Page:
5) Read pre-modern stories about how spouses handled toxic behavior. (The quasi-mythic ones that start off "There was once a woman in ... whose husband ...") I've read a few Japanese stories about wives that change the incentives for their husbands and they stop being drunkards and start being productive. (There's fewer stories the other way, but those exist, too.) Some of these stories are quite creative solutions; maybe something like that would work with your wife.

Don't just stay stuck and miserable, though. There are many ways to defeat the giants.


You need to change something. Other people have better advice, or at least specifics due to personal experience. But I can see that you are living in resentment and hell. There is no way your relationship with your wife is healthy. You've got a kid right? That child is watching you two and learning what it means to be in a relationship. They pick up on stuff left unsaid, you aren't hiding anything successfully (if you are indeed trying to hide these feelings).

Would you want your child to grow up to feel the way you do now? You're giving them the lesson plan right now.


As a married woman, I’d say leave ASAP. Your mental health is most important to a fulfilling life. People marry the wrong person every day. Divorce is the way out of this situation. Judges are more realistic today about women and their plots. Write down and document everything. Find a couples therapist so you have on record you are trying to make the marriage work for everyone. The therapy will either make your wife “grow up” and perhaps better your relationship or it will show her inability to deal with reality of marriage as a working relationship. Don’t be the guy that hates his life. There is the right person for you out there. Take that first step for your own sanity. Her parents can help her out financially. She knows this too!

Get a divorce attorney now, because you'll need one later.

For now, just because you're married doesn't mean you have to have complete sharing of finances. Get your finances completely separate. Create your own bank account; have your salary go there. Cancel any shared credit cards. Lock your credit report so new accounts cannot be made using your social security.

Then, offer to pay 1/2 the mortgage each month; or, better yet, let her pay the full amount from her own wages.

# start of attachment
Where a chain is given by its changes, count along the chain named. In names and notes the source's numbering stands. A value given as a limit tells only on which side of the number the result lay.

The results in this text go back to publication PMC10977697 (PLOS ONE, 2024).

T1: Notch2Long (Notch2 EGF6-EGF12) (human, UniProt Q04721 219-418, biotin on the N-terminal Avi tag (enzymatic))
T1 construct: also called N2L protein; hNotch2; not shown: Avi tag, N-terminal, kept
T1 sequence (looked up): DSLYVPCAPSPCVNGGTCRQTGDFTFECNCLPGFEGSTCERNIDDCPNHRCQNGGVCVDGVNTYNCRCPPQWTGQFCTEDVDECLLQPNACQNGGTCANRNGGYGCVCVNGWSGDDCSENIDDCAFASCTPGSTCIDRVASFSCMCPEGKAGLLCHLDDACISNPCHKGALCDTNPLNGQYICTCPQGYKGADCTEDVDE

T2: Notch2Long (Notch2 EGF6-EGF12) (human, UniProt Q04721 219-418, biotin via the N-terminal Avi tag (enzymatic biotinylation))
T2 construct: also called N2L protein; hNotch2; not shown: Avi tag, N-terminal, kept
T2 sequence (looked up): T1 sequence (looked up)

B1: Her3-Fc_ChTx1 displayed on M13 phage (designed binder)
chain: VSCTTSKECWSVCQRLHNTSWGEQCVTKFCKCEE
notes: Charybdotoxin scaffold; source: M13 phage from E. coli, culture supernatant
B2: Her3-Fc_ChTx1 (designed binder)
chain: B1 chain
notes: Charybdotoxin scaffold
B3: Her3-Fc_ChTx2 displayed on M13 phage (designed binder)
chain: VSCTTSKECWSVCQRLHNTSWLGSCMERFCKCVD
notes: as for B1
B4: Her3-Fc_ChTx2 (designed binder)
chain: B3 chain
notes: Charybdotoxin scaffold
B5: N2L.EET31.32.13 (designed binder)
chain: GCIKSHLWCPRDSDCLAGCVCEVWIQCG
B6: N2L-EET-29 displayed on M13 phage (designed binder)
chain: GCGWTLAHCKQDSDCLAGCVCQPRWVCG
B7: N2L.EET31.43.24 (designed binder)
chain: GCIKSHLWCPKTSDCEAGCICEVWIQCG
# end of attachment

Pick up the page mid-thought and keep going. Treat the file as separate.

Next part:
I am also an avid equestrian but support myself and my hobby on my own (which also costs more than my share of the rent). And I have to admit, I feel a bit envious of those who managed to make a fool work and sustain them without caring the smallest amount. But I hope it will bite her back the day you will leave her because you sound too miserable to stay in this relationship.

You seriously need to consider pulling the rip cord. Life is not worth being a miserable wallet.

To what end? There is no award for Longest Suffering Person, just a life of wasted opportunities. The repercussions and coping mechanisms are likely to only get more destructive the longer you put off dealing with misery. May you find your bliss, internet stranger.

> There is no award for Longest Suffering Person, just a life of wasted opportunities.

Welp, I know what I'm going to be lying here thinking about for the next several hours.


You're in big trouble there, friend. This website may help save your ass http://www.realworlddivorce.com/

You sound pretty miserable, with unempathetic partner you obviously resent, why are you with her?

Feel this comment in my bones bro. Right there with you.

Either dump her ass or go 100% OfficeSpace on her and stop caring about being responsible and focus on enjoying life.

How did this happen to you?

Everyone is blind to that which they do not do.

I've seen couples drift apart pretty quickly once their daily experiences diverge.

If she spends all day working at an office, and he spends all day homemaking and with the kids, then each forgets what the other really does.

"The office" becomes an abstract place that someone just goes and isn't stressful at all. "The home" and "the kids" just magically take care of themselves and don't require much work.

Dual income has its own problems, but it seems a healthier default in terms of reminding people that work is... work.


Quarantine and work-from-home has also had an enlightening impact in this regard.

he got married

Watch American beauty. Do that.

You should consider a divorce.

Start converting everything to Monero coin.

I can relate to this but my wife is attractive, smart, honest and loyal so it seems like a fair trade. I earn all the income, do most of the house chores, spend almost nothing on myself, buy her almost everything she wants, move to whatever country she wants to go, I let her win all arguments (including arguments about who does the most chores). Thankfully when she sees me getting overly stressed, she gives me some slack. She even stayed with me after we ran out of money (I say we because we share all bank accounts) - Running out of money is the best test for a relationship.

Jesus, so jealous of you all's wives. I've always worked full time, even made more than my ex and put all my earnings to common family bank account.